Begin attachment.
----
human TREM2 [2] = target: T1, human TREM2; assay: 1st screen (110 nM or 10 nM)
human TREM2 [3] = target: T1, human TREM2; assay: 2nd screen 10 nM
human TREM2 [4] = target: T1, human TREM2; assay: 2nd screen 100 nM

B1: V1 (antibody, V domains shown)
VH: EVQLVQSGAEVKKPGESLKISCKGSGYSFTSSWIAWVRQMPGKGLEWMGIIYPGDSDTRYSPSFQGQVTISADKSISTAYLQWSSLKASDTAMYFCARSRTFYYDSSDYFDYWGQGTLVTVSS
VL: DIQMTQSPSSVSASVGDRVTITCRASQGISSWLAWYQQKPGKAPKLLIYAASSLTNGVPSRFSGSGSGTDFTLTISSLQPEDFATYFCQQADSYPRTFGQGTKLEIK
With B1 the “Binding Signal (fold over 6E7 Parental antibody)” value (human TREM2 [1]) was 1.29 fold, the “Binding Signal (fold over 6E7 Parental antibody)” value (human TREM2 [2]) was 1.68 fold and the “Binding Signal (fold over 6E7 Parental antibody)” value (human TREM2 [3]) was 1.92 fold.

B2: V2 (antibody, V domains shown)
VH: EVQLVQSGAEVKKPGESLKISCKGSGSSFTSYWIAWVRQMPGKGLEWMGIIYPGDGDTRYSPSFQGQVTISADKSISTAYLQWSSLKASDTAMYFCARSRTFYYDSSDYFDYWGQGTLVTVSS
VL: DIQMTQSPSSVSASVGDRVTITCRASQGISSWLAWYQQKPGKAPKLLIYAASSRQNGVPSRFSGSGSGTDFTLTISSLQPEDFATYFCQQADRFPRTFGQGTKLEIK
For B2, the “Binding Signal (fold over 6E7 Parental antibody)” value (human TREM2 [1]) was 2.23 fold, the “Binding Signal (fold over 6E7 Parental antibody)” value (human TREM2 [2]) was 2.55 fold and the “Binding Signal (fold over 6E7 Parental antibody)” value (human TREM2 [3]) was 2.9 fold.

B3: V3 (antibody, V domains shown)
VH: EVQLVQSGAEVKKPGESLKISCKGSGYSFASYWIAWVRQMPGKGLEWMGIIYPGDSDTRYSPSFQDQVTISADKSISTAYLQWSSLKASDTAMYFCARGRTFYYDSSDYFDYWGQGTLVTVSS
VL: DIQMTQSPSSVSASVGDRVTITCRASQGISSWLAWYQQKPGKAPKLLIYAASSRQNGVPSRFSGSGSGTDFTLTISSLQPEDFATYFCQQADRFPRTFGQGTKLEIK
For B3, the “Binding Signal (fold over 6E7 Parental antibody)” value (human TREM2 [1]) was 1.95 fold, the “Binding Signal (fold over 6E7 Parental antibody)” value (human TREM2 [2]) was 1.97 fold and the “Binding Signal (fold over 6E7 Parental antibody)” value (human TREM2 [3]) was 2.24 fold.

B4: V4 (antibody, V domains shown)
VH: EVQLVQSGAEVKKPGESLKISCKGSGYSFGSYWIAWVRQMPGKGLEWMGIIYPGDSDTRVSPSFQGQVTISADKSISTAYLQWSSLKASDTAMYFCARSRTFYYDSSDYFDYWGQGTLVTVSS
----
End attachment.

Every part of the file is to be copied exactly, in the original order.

human TREM2 [2] = target: T1, human TREM2; assay: 1st screen (110 nM or 10 nM)
human TREM2 [3] = target: T1, human TREM2; assay: 2nd screen 10 nM
human TREM2 [4] = target: T1, human TREM2; assay: 2nd screen 100 nM

B1: V1 (antibody, V domains shown)
VH: EVQLVQSGAEVKKPGESLKISCKGSGYSFTSSWIAWVRQMPGKGLEWMGIIYPGDSDTRYSPSFQGQVTISADKSISTAYLQWSSLKASDTAMYFCARSRTFYYDSSDYFDYWGQGTLVTVSS
VL: DIQMTQSPSSVSASVGDRVTITCRASQGISSWLAWYQQKPGKAPKLLIYAASSLTNGVPSRFSGSGSGTDFTLTISSLQPEDFATYFCQQADSYPRTFGQGTKLEIK
With B1 the “Binding Signal (fold over 6E7 Parental antibody)” value (human TREM2 [1]) was 1.29 fold, the “Binding Signal (fold over 6E7 Parental antibody)” value (human TREM2 [2]) was 1.68 fold and the “Binding Signal (fold over 6E7 Parental antibody)” value (human TREM2 [3]) was 1.92 fold.

B2: V2 (antibody, V domains shown)
VH: EVQLVQSGAEVKKPGESLKISCKGSGSSFTSYWIAWVRQMPGKGLEWMGIIYPGDGDTRYSPSFQGQVTISADKSISTAYLQWSSLKASDTAMYFCARSRTFYYDSSDYFDYWGQGTLVTVSS
VL: DIQMTQSPSSVSASVGDRVTITCRASQGISSWLAWYQQKPGKAPKLLIYAASSRQNGVPSRFSGSGSGTDFTLTISSLQPEDFATYFCQQADRFPRTFGQGTKLEIK
For B2, the “Binding Signal (fold over 6E7 Parental antibody)” value (human TREM2 [1]) was 2.23 fold, the “Binding Signal (fold over 6E7 Parental antibody)” value (human TREM2 [2]) was 2.55 fold and the “Binding Signal (fold over 6E7 Parental antibody)” value (human TREM2 [3]) was 2.9 fold.

B3: V3 (antibody, V domains shown)
VH: EVQLVQSGAEVKKPGESLKISCKGSGYSFASYWIAWVRQMPGKGLEWMGIIYPGDSDTRYSPSFQDQVTISADKSISTAYLQWSSLKASDTAMYFCARGRTFYYDSSDYFDYWGQGTLVTVSS
VL: DIQMTQSPSSVSASVGDRVTITCRASQGISSWLAWYQQKPGKAPKLLIYAASSRQNGVPSRFSGSGSGTDFTLTISSLQPEDFATYFCQQADRFPRTFGQGTKLEIK
For B3, the “Binding Signal (fold over 6E7 Parental antibody)” value (human TREM2 [1]) was 1.95 fold, the “Binding Signal (fold over 6E7 Parental antibody)” value (human TREM2 [2]) was 1.97 fold and the “Binding Signal (fold over 6E7 Parental antibody)” value (human TREM2 [3]) was 2.24 fold.

B4: V4 (antibody, V domains shown)
VH: EVQLVQSGAEVKKPGESLKISCKGSGYSFGSYWIAWVRQMPGKGLEWMGIIYPGDSDTRVSPSFQGQVTISADKSISTAYLQWSSLKASDTAMYFCARSRTFYYDSSDYFDYWGQGTLVTVSS